"... Yes, he probably was concerned about the SEPTA train incident that occurred. It was equally plausible that he then decided that he was going to get out of dodge. He was going to get out of that neighborhood, and he accelerated the train."
After the derailment, Bostian told investigators that he recalled radio transmissions from a SEPTA operator who said a rock had shattered his windshield. He was monitoring the radio traffic until about a minute before his train reached its peak speed, investigators said.
Mongeluzzi said the Amtrak engineer changed his testimony, noting he first told the NTSB he had no memory of the accident but later "claimed 20 distinct and different memories," which included everything but the time when he was accelerating into the junction.
Bostian suffered a head injury during the derailment that may have impacted his memory, NTSB investigators concluded.
"It's not so much the stress of the event as it is the blow to the head," said Dr. Mary Pat McKay, NTSB chief medical officer. "It is the blow to the head that causes the amnesia, and it is not unusual."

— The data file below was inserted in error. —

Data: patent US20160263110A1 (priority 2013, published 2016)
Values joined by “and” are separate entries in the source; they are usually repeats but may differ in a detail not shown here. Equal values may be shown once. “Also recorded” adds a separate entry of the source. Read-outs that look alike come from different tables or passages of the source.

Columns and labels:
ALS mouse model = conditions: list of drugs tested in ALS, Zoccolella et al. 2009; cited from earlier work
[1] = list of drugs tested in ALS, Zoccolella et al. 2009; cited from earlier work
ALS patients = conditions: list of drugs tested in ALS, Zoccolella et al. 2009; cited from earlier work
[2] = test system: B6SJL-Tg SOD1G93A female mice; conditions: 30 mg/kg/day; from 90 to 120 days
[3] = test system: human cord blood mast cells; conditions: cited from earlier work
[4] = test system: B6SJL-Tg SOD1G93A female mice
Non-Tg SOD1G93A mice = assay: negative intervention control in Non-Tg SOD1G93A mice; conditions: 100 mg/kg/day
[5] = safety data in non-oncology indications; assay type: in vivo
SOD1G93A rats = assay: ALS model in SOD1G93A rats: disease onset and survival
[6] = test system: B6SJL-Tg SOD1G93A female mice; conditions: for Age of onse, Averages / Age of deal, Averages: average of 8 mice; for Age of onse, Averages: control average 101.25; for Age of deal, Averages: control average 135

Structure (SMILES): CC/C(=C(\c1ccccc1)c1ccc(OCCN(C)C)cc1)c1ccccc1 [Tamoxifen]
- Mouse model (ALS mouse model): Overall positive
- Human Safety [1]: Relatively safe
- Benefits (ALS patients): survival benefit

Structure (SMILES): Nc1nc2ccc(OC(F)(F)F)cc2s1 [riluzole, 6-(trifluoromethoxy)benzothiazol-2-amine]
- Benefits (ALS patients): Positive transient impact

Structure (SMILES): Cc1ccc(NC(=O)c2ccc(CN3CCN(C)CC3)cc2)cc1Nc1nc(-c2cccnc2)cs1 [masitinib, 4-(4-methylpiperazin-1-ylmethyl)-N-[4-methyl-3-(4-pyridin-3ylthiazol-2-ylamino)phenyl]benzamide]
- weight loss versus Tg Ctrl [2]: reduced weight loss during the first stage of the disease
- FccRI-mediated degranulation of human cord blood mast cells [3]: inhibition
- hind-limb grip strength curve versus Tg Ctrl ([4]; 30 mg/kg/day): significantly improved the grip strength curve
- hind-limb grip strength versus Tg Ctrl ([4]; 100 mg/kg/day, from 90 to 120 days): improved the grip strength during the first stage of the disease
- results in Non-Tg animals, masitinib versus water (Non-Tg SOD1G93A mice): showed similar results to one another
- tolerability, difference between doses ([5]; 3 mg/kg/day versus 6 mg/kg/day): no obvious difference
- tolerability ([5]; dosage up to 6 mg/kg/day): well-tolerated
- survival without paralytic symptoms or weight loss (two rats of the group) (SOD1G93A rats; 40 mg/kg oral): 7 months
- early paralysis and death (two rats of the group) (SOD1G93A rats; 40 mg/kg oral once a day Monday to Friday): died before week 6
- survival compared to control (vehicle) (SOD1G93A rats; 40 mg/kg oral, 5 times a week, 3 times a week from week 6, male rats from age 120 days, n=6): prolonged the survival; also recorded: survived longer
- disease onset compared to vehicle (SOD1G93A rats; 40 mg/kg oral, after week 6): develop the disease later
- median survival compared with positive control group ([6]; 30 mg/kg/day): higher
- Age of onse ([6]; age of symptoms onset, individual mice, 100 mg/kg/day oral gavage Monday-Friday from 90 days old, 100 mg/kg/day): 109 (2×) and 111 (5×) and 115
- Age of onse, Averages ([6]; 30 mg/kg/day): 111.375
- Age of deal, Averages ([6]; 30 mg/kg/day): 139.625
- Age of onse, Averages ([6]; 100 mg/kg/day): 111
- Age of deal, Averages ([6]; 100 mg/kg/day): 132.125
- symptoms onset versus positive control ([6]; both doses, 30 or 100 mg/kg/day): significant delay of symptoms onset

The lawyers also wanted the NTSB to hold Amtrak accountable for not having an Automatic Train Control system installed on the northbound rails of Frankford Junction. The railroad had installed the technology, which differs from PTC, on the southbound line.
"Shortly after this accident, Automatic Train Control was added, not just on the northbound curve here at Frankford Junction, but at multiple other locations across the United States," Mongeluzzi said. That established "how easy and inexpensive it would have been."
A Temple University professor who was onboard the train when it derailed said he was stunned by the findings. Duy Nguyen, of Teaneck, New Jersey, suffered a cut on his head and fractures in his back. He attended Tuesday's NTSB hearing.
"The part that doesn't make sense is how does one accelerate when you're distracted?" Nguyen said. "The inclination is to slow down." He added: "Part of me is mad at Amtrak. Part of me is resigned that there's something that happened and you have to endure and survive and move on."
NTSB investigators said Bostian's cell phone did not show any activity while he was operating the train. Alcohol and drug use were ruled out as possible factors, too.